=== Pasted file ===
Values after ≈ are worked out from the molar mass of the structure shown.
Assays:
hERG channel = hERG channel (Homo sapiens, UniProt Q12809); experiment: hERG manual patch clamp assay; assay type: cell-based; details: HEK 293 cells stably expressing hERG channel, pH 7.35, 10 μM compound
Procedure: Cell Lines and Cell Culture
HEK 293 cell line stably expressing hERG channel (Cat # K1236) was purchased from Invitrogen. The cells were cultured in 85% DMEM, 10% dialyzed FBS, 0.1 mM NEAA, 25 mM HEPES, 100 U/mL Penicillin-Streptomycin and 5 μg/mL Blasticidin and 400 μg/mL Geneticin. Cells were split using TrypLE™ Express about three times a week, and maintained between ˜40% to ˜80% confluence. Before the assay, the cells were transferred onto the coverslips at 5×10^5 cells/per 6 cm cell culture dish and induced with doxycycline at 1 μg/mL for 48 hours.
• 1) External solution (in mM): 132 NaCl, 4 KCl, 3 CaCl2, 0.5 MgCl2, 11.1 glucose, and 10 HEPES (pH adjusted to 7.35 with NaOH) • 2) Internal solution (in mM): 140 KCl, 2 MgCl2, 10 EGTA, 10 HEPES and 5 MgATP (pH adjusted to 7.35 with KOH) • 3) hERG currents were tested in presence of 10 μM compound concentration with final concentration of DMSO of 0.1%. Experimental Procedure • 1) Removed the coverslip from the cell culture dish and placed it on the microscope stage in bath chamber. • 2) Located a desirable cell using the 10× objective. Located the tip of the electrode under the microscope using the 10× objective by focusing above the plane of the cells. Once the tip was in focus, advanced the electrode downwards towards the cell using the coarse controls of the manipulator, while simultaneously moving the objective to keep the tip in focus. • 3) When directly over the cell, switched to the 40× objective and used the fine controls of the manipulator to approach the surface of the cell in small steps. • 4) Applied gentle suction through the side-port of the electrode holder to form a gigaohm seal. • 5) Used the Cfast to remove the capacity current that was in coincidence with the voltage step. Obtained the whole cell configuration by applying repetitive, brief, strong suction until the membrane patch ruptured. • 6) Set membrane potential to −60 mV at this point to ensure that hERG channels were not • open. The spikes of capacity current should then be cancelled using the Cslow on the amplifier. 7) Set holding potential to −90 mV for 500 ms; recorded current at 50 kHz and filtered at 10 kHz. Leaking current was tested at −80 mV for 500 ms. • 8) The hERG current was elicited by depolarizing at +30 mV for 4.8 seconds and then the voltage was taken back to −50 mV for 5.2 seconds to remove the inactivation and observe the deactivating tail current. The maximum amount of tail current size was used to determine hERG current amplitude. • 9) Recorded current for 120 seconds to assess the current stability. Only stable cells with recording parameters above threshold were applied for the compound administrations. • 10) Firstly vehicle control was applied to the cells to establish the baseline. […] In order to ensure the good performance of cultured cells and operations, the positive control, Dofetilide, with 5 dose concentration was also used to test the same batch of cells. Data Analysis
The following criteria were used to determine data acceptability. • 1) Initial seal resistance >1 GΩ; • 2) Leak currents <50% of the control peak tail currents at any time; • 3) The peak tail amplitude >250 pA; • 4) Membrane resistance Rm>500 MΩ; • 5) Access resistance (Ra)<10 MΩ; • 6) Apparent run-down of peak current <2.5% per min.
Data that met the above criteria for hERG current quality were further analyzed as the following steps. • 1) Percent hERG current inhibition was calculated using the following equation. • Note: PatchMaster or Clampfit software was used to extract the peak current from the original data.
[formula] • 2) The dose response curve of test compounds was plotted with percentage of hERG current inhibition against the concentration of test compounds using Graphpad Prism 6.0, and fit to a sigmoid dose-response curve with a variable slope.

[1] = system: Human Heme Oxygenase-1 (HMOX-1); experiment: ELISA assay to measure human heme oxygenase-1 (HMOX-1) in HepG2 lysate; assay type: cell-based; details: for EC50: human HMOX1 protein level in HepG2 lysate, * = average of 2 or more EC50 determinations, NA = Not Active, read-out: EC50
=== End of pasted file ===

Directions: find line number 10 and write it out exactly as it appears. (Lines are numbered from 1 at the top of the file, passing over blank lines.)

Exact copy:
[1] = system: Human Heme Oxygenase-1 (HMOX-1); experiment: ELISA assay to measure human heme oxygenase-1 (HMOX-1) in HepG2 lysate; assay type: cell-based; details: for EC50: human HMOX1 protein level in HepG2 lysate, * = average of 2 or more EC50 determinations, NA = Not Active, read-out: EC50